Today’s readings… Numbers 8&9, Proverbs 5, Luke 19

  In our chapter in Luke today (19) We read that Jesus “proceeded to tell a parable … because they supposed that the Kingdom of God was to appear immediately. 

He said therefore, ‘A nobleman (Jesus) went into a far country to receive for himself a kingdom and then return.” [v.11,12] We know this parable well.  The nobleman calls “10 of his servants” and “gave them 10 minas and said to them, ‘engage in business till I come’ ”[v.13]  

    A mina coin is the equivalent of 3 months wages for a labourer and they each have the same amount.  When the time eventually comes for his return he calls his servants to him to ask how they have traded. Two examples are given, one has doubled his money and another has achieved a 50% increase.  Both are commended and given positions of authority. 

There is another that does nothing with the money, as a result he is called “a wicked servant” v.22]  All who put no value on the ‘word’ they have been given are seen by Jesus as “wicked.”  

    What we are inclined to overlook is that there is another class of people in the parable called “citizens.” [v.14] – they are there when he goes away and when he comes back.  They are not interested in working for the nobleman at all. The text says, “they hated him”[v.14]!  

It is the same Greek word as in Ch.14 v.26 where Jesus challengingly says that the one coming to him must have an attitude of “hate” toward all their nearest relatives “and even his own life” or “he cannot be my disciple.”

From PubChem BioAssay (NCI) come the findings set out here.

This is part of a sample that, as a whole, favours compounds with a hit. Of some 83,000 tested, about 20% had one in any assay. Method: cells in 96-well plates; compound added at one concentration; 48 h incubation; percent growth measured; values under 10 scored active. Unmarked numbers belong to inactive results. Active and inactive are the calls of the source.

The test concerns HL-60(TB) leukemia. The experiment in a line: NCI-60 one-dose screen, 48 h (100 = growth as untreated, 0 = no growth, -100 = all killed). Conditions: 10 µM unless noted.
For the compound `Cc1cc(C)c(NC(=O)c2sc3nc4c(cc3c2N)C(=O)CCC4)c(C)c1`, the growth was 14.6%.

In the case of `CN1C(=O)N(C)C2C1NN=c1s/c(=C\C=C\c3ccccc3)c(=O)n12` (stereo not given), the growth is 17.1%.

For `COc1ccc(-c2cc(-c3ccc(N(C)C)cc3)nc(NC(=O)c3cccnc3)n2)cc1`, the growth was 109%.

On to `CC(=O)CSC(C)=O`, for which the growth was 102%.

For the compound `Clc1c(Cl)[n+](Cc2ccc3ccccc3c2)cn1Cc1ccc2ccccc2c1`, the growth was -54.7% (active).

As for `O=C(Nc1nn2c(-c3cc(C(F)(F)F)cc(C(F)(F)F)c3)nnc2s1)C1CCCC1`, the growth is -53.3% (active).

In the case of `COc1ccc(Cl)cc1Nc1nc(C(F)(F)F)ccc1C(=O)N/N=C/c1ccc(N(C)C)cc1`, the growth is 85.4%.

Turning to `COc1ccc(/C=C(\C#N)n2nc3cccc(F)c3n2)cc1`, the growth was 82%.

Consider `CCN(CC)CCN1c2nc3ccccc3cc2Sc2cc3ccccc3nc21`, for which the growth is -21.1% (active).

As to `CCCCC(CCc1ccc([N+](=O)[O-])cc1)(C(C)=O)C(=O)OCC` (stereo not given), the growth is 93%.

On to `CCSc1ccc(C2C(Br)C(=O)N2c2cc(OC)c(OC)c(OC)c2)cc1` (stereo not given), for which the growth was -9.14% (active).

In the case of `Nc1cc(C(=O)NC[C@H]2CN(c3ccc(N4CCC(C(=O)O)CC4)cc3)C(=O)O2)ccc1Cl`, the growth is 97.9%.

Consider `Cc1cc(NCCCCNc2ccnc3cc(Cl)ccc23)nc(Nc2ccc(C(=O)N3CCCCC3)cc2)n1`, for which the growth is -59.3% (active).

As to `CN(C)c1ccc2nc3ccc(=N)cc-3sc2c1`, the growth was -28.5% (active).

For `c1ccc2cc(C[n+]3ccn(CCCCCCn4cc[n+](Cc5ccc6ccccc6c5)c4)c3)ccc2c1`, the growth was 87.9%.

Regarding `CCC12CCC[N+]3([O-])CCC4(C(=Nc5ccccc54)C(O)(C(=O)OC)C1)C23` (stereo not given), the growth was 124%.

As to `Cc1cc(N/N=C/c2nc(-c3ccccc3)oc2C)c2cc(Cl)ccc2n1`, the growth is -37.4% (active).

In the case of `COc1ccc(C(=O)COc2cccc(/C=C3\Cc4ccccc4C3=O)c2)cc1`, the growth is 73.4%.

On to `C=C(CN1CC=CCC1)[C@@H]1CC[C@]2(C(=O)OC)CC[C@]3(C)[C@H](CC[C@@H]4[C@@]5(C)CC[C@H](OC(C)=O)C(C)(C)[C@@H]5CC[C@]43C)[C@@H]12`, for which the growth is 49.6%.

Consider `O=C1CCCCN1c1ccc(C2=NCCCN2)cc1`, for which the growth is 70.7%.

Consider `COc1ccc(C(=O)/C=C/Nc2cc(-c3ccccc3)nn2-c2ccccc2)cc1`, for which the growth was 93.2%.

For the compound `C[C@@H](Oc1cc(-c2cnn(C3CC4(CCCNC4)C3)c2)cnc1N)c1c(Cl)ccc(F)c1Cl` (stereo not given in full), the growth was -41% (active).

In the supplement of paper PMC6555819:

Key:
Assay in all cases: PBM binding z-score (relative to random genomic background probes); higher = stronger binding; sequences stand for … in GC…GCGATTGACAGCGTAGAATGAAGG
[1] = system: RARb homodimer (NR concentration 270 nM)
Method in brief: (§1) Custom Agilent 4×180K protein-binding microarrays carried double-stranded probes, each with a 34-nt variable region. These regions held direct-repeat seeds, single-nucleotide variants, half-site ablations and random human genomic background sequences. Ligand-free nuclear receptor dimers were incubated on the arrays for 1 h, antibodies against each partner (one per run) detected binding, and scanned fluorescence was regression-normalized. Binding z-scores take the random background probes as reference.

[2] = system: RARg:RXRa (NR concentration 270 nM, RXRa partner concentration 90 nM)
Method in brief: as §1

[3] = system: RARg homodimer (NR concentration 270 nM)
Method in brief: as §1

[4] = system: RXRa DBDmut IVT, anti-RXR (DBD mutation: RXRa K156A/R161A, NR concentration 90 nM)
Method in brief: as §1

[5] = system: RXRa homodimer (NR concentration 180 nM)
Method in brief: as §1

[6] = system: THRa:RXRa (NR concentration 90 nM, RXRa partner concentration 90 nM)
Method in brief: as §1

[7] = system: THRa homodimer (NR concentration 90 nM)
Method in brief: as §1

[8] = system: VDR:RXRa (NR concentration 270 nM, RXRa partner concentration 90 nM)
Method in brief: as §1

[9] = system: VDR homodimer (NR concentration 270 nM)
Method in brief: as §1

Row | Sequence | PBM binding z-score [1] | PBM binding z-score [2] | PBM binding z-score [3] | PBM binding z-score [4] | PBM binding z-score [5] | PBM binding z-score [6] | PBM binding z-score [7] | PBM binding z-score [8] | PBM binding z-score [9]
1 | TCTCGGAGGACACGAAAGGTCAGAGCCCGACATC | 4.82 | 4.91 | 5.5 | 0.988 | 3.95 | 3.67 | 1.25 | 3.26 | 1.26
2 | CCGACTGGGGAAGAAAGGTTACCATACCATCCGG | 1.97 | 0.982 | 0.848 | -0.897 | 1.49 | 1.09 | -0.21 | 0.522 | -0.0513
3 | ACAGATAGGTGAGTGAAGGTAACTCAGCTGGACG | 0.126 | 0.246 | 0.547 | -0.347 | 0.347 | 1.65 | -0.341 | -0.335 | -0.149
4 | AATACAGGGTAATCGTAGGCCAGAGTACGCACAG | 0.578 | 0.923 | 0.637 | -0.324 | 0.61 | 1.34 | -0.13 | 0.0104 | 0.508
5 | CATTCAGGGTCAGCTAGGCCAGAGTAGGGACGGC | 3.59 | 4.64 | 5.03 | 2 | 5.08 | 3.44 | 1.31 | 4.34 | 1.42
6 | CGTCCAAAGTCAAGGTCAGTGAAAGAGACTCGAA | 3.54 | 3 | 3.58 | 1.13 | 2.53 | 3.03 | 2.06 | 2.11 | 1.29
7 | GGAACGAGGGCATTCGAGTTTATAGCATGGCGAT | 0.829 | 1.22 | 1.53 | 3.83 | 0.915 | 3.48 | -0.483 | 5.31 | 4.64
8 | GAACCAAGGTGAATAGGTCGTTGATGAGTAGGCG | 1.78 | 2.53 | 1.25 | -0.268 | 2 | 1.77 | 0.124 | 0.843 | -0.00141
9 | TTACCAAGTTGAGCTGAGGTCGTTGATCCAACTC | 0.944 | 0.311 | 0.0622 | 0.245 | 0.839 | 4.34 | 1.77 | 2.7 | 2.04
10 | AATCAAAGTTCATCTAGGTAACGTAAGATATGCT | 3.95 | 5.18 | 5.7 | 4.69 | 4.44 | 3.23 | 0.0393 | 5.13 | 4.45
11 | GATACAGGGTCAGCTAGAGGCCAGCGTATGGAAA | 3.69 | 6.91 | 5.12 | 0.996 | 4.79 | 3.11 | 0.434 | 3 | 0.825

There is no place for the “lukewarm” (Rev.3 v.16) in our relationship with the nobleman.  These “citizens” send a “delegation” [v.14] saying they do not want him as their king! When he returns he counts them as “enemies.” 

    So the world is made up of 3 kinds of people.  Firstly those who are diligent and dedicated in their service to Christ: secondly those who accept his “money” but are not diligent, and thirdly, those who want nothing to do with the nobleman; they do with their lives whatever pleases them.  What a tragedy to be in the last class, “as for these enemies of mine, who did not want me to reign over them, bring them here and slaughter them before me.” [v.27]  

How soon now before the world witnesses this “slaughter”?  But let us finish on a positive note, let’s recall what we read about 4 weeks ago in 1 Cor. 4 v.5, “do not pronounce judgment before the time, before the Lord comes, who will bring to light the things now hidden in darkness and will disclose the purposes of the heart. Then each one will receive his commendation from God.”  

What will he “bring to light” about you and I and our work as “his servants”? Let us keep asking ourselves this question today – and make sure we get the right answer.